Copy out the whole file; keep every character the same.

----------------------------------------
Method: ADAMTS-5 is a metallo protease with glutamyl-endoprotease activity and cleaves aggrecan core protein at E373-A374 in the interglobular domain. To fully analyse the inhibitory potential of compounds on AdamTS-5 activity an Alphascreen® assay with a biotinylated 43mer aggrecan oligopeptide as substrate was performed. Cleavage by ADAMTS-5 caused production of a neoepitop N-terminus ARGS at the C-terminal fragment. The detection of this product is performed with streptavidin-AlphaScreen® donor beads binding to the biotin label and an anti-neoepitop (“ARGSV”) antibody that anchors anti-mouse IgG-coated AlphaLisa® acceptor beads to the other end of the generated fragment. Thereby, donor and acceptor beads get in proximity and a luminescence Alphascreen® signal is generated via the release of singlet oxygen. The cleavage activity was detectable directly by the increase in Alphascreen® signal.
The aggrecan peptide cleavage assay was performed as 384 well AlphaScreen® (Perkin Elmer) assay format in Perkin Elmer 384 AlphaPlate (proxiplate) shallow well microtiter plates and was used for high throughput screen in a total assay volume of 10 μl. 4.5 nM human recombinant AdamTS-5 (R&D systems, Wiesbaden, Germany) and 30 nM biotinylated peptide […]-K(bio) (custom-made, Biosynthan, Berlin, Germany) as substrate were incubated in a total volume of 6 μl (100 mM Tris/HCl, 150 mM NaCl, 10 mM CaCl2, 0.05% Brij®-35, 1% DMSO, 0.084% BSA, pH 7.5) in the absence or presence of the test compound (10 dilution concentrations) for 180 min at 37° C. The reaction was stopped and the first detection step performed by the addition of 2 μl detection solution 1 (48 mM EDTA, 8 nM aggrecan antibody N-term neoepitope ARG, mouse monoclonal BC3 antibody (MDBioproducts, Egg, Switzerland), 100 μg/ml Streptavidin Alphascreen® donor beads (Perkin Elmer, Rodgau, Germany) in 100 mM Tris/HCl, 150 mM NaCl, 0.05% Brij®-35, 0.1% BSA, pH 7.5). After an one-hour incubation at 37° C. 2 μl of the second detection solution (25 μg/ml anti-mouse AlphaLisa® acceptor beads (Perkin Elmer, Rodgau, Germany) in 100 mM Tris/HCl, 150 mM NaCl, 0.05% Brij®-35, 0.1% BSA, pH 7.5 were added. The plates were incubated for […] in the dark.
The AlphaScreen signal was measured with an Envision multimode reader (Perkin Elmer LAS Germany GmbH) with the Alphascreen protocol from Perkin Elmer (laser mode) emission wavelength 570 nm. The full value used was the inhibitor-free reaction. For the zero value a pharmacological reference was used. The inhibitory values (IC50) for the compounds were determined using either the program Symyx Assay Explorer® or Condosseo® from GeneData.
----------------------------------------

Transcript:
Method: ADAMTS-5 is a metallo protease with glutamyl-endoprotease activity and cleaves aggrecan core protein at E373-A374 in the interglobular domain. To fully analyse the inhibitory potential of compounds on AdamTS-5 activity an Alphascreen® assay with a biotinylated 43mer aggrecan oligopeptide as substrate was performed. Cleavage by ADAMTS-5 caused production of a neoepitop N-terminus ARGS at the C-terminal fragment. The detection of this product is performed with streptavidin-AlphaScreen® donor beads binding to the biotin label and an anti-neoepitop (“ARGSV”) antibody that anchors anti-mouse IgG-coated AlphaLisa® acceptor beads to the other end of the generated fragment. Thereby, donor and acceptor beads get in proximity and a luminescence Alphascreen® signal is generated via the release of singlet oxygen. The cleavage activity was detectable directly by the increase in Alphascreen® signal.
The aggrecan peptide cleavage assay was performed as 384 well AlphaScreen® (Perkin Elmer) assay format in Perkin Elmer 384 AlphaPlate (proxiplate) shallow well microtiter plates and was used for high throughput screen in a total assay volume of 10 μl. 4.5 nM human recombinant AdamTS-5 (R&D systems, Wiesbaden, Germany) and 30 nM biotinylated peptide […]-K(bio) (custom-made, Biosynthan, Berlin, Germany) as substrate were incubated in a total volume of 6 μl (100 mM Tris/HCl, 150 mM NaCl, 10 mM CaCl2, 0.05% Brij®-35, 1% DMSO, 0.084% BSA, pH 7.5) in the absence or presence of the test compound (10 dilution concentrations) for 180 min at 37° C. The reaction was stopped and the first detection step performed by the addition of 2 μl detection solution 1 (48 mM EDTA, 8 nM aggrecan antibody N-term neoepitope ARG, mouse monoclonal BC3 antibody (MDBioproducts, Egg, Switzerland), 100 μg/ml Streptavidin Alphascreen® donor beads (Perkin Elmer, Rodgau, Germany) in 100 mM Tris/HCl, 150 mM NaCl, 0.05% Brij®-35, 0.1% BSA, pH 7.5). After an one-hour incubation at 37° C. 2 μl of the second detection solution (25 μg/ml anti-mouse AlphaLisa® acceptor beads (Perkin Elmer, Rodgau, Germany) in 100 mM Tris/HCl, 150 mM NaCl, 0.05% Brij®-35, 0.1% BSA, pH 7.5 were added. The plates were incubated for […] in the dark.
The AlphaScreen signal was measured with an Envision multimode reader (Perkin Elmer LAS Germany GmbH) with the Alphascreen protocol from Perkin Elmer (laser mode) emission wavelength 570 nm. The full value used was the inhibitor-free reaction. For the zero value a pharmacological reference was used. The inhibitory values (IC50) for the compounds were determined using either the program Symyx Assay Explorer® or Condosseo® from GeneData.